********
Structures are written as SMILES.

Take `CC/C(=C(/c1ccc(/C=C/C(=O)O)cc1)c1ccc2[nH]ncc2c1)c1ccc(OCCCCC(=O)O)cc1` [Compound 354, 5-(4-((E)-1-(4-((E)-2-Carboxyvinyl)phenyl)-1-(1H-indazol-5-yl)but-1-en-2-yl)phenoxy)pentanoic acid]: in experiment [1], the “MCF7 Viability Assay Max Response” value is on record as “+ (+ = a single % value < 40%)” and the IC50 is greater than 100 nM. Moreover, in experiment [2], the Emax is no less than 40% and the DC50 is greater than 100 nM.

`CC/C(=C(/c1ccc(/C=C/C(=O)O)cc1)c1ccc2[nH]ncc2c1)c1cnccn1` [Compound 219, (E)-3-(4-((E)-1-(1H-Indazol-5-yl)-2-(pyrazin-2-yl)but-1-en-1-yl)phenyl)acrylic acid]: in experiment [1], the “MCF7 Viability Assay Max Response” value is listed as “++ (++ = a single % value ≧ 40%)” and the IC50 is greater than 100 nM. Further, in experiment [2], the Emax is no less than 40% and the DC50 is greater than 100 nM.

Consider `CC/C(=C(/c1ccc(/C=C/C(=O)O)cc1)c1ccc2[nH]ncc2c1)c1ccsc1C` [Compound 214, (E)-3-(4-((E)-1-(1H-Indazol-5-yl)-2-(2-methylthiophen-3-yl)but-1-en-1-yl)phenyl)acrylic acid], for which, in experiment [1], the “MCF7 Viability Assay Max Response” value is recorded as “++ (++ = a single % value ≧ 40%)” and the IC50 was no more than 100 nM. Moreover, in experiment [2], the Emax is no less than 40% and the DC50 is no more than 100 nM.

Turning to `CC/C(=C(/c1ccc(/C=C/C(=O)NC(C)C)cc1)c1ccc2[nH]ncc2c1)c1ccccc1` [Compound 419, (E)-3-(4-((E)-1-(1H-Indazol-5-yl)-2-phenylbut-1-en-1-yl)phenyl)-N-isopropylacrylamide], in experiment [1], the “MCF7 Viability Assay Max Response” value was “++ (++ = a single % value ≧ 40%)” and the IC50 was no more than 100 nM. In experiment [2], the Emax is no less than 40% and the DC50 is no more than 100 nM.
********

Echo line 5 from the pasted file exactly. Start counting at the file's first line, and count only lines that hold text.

Turning to `CC/C(=C(/c1ccc(/C=C/C(=O)NC(C)C)cc1)c1ccc2[nH]ncc2c1)c1ccccc1` [Compound 419, (E)-3-(4-((E)-1-(1H-Indazol-5-yl)-2-phenylbut-1-en-1-yl)phenyl)-N-isopropylacrylamide], in experiment [1], the “MCF7 Viability Assay Max Response” value was “++ (++ = a single % value ≧ 40%)” and the IC50 was no more than 100 nM. In experiment [2], the Emax is no less than 40% and the DC50 is no more than 100 nM.